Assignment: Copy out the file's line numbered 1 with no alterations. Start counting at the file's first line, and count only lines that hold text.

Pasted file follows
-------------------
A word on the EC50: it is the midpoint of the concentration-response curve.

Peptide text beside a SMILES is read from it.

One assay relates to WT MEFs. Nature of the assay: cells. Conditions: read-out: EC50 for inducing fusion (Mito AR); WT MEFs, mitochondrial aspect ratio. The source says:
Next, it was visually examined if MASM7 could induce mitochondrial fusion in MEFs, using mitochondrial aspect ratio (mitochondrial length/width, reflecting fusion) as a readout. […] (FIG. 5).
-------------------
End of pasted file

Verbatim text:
A word on the EC50: it is the midpoint of the concentration-response curve.